Figuring out the chemical reactions of the components that made writing on paper possible and last for hundreds of years was the aim of the Meridies Medieval History research group.
A not unusual modern response to reliquaries is disgust–after all they often contain bones. To understand their presence, even their glorification, it must be admitted that the bones are not the ordinary subject of horror, rather as the bones of the blessed
With this gift, the University of Michigan becomes one of only two schools in the United States with an endowed professorship in medieval art.
A team of researchers examining the remains of a woman buried around the year 1100 AD have – to their surprise – discovered dozens of tiny bits of blue stone in her teeth. They soon realized that she was likely a painter of illuminated medieval manuscripts.
Ten of our favourite pages from Villard de Honnecourt’s 13th century sketchbook.
In this talk, Gerstel will look at devotional art in several Greek villages and will also discuss how engaging with art in the village may provide opportunities for medievalists to move beyond the strict chronological confines of our field to take a more activist stance in approaching buildings and their communities.
The case study I took into consideration is the Korean Goryeo Buddhist Paintings, a painting tradition which is almost disappeared by its homeland, but which conserves the majority of its last surviving examples in Japanese temples and museums.
Researchers have made a remarkable discovery of a stained glass panel picturing pilgrims travelling by horse and on foot to visit the tomb of archbishop Thomas Becket in Canterbury Cathedral. The newly discovered stained glass panel dates to the mid 1180s, less than twenty years after Becket’s death.
Extensive study into the figure of Louis IX lends to many-sided, even contradictory conclusions on his role. In the past, one has paid an almost maniacal attention to the physical appearance of the king, examining some images for a reflection, or indeed a portrait, of Saint Louis.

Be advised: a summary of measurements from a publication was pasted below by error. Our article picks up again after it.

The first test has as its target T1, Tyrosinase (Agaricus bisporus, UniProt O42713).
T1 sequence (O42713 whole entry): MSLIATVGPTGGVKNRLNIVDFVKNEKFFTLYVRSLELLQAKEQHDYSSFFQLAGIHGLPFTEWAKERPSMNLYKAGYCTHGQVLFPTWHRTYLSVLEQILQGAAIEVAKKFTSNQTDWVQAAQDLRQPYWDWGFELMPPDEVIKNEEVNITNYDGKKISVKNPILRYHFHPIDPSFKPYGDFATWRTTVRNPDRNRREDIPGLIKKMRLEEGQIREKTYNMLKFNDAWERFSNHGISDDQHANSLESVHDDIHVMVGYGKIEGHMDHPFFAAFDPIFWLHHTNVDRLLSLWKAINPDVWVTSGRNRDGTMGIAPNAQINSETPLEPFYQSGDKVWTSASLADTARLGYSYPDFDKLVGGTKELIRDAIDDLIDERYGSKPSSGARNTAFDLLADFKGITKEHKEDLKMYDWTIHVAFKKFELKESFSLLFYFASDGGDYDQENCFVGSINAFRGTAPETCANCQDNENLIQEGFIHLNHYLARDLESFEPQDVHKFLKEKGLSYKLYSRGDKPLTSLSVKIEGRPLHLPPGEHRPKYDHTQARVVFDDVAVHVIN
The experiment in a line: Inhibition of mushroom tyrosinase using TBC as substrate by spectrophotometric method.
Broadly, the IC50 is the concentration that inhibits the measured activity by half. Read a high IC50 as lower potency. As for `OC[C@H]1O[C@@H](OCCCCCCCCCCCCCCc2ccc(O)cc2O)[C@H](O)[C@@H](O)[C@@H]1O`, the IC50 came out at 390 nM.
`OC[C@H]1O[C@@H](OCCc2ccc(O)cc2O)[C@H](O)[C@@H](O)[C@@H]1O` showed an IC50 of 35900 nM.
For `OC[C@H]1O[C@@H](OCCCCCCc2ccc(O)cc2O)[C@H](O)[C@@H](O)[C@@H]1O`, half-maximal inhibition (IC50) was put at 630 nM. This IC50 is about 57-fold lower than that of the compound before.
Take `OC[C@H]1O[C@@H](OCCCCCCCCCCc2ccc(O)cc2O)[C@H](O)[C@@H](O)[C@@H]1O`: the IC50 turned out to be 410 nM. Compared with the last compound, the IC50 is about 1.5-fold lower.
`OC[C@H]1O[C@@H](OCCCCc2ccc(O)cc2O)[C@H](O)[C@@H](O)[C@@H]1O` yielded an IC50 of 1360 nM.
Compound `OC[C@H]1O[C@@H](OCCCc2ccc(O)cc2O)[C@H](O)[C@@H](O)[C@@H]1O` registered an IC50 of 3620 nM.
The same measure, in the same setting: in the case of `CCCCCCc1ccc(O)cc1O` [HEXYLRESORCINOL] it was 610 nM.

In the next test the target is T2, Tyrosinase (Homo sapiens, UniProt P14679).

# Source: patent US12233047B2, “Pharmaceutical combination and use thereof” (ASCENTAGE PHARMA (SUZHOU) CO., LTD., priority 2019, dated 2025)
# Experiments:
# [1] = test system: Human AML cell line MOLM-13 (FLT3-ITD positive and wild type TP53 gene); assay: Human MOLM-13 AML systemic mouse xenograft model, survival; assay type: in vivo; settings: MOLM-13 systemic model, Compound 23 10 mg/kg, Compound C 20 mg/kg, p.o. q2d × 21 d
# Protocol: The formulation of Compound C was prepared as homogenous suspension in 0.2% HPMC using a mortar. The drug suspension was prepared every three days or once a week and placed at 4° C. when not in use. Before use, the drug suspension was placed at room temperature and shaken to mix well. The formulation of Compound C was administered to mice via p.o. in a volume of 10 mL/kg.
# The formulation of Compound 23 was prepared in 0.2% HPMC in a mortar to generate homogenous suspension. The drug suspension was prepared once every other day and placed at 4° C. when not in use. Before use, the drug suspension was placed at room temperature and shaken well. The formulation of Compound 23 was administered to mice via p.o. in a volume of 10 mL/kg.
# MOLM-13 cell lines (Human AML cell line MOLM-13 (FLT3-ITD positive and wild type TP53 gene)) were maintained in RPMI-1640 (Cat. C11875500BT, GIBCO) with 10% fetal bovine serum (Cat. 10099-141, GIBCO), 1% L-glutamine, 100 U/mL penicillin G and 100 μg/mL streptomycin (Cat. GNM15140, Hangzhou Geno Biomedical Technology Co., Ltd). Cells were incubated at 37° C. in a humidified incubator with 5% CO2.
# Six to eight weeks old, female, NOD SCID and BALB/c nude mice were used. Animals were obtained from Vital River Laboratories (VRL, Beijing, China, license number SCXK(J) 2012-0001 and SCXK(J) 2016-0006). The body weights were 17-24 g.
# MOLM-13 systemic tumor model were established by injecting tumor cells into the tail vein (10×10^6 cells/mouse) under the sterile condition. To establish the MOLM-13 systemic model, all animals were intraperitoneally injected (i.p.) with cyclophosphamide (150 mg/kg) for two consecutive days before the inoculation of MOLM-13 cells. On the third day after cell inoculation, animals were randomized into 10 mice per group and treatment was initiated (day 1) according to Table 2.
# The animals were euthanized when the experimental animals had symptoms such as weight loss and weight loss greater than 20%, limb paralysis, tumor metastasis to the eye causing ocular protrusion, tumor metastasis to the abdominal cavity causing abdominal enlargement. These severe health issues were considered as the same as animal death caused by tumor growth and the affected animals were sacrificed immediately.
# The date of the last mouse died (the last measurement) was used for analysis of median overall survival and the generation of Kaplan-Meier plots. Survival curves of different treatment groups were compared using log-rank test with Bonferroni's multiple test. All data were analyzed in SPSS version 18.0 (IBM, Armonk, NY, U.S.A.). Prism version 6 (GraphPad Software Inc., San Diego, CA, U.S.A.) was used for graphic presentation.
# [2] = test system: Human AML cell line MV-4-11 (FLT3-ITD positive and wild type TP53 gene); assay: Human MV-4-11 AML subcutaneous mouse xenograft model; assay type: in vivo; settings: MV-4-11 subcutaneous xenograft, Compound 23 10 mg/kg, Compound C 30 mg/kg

One physician has taken a closer look at the portrait, and believes it reveals that its subject, Lisa Gherardini, was suffering from thyroid issues.
This study investigates the medieval “tour guide” or, perhaps better, it investigates guide culture. Toward this end, I ask such questions as was there a “tour guide” in the Middle Ages, that is, is there evidence for an artistic component within medieval guide culture?
A team of academics, led by the University of Bristol, are hoping to raise awareness of a unique, but little-known, medieval fresco which depicts fighting knights on the wall of a village church in Shropshire.
This paper explores the phenomenon of ships voyaging in the sky. Such fantastical sightings are considered primarily in an early medieval Irish context, but evidence from places as widely separated in time and place as thirteenth-century England and eighteenth-century Canada is also addressed.
Malcolm Thurlby considers English Romanesque sculpture in the context of its architectural matrix, focusing on specific carved elements such as portals, tympana, capitals, and figural reliefs.
One of Scandinavia’s finest collections of church art from the Middle Ages lay hidden and forgotten in Norwegian churches for centuries. Indeed, this long forgetting is precisely what preserved the unique church art.
Betsy Dominguez shares her story of uncovering profane artwork in a sacred space, and explores its meaning, raising questions about modern censorship and the ever-growing divide between “high” and “low” concepts.
There is no question that coinage was a major part of the visual material world of the Middle Ages. Whether that qualiﬁes it as a major art form, or an art form at all, begs the distinction between material culture and art.
In Medieval Bodies, art historian Jack Hartnell uncovers the complex and fascinating ways in which the people of the Middle Ages thought about, explored and experienced their physical selves.
Robert Hillenbrand looks at how Persian painters tackled depicting architecture while also showing the process of construction, and how they operated within what to a Western eye might seem like constricting conventions.
Among the striking features of the modest manuscript, London, British Library, MS Cotton Nero A.x., are ten full-page illustrations of the poems and a further two taking up most of their pages.
Here are twelve works of art from Florence between the 13th and 16th centuries. Do you know which artist created them?
The Florentine painter has historically proven to be among the most elusive artists of the Italian Renaissance and yet acted as a seminal figure in the artistic transitions occurring from the close of the fifteenth century.
The subject of this paper is one of the most mysterious characters in the history of the Armenian kingdom of Cilicia – King Het’um II – and his four surviving portraits.
A great multitude of birds populate the painted ceilings sheltering the palatine chapel of Palermo, constructed for King Roger of Sicily; these birds appear to shelter and rest in the great ceiling. As ceilings were often made to represent the sky, thee pictorial associations of birds and ceilings is only logical.